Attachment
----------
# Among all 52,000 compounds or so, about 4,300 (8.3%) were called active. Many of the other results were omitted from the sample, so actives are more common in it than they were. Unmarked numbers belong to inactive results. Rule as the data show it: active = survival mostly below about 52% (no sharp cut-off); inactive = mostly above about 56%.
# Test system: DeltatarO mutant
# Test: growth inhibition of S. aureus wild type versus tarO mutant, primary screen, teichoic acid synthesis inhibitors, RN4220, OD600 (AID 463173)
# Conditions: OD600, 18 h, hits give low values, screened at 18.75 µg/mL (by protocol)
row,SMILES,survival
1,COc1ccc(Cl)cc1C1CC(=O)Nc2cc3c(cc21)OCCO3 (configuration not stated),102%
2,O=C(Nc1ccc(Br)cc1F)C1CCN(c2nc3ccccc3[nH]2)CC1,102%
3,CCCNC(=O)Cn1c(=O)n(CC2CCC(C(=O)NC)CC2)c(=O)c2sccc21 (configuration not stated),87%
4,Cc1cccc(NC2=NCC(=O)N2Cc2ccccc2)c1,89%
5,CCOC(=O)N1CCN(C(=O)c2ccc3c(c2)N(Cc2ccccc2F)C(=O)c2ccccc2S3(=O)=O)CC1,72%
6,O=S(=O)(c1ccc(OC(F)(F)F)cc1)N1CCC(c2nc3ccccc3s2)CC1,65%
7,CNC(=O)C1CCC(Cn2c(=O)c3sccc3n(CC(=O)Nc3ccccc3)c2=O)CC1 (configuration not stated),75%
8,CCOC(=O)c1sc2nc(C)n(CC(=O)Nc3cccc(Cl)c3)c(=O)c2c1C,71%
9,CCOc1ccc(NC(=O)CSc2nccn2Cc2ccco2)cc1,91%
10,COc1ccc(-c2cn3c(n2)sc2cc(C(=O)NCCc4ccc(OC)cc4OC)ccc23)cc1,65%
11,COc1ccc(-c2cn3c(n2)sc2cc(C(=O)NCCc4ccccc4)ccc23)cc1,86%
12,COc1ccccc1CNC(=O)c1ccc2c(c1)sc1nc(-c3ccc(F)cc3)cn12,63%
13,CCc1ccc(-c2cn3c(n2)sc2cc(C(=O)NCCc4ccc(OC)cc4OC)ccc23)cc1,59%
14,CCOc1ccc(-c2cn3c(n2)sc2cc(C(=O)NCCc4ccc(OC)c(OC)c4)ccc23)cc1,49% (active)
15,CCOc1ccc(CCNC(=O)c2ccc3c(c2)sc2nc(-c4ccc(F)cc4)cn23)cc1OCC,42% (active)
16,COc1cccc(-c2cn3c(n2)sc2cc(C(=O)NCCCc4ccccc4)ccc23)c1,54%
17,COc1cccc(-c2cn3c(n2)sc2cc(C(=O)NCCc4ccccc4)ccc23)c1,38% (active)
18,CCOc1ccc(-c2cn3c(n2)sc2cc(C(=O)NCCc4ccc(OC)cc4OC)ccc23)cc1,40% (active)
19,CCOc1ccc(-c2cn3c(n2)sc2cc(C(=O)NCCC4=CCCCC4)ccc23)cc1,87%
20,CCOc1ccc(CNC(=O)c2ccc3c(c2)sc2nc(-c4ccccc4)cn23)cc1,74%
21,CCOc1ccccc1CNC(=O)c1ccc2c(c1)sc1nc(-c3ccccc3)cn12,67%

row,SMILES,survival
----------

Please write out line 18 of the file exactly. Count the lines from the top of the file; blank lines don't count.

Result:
13,CCc1ccc(-c2cn3c(n2)sc2cc(C(=O)NCCc4ccc(OC)cc4OC)ccc23)cc1,59%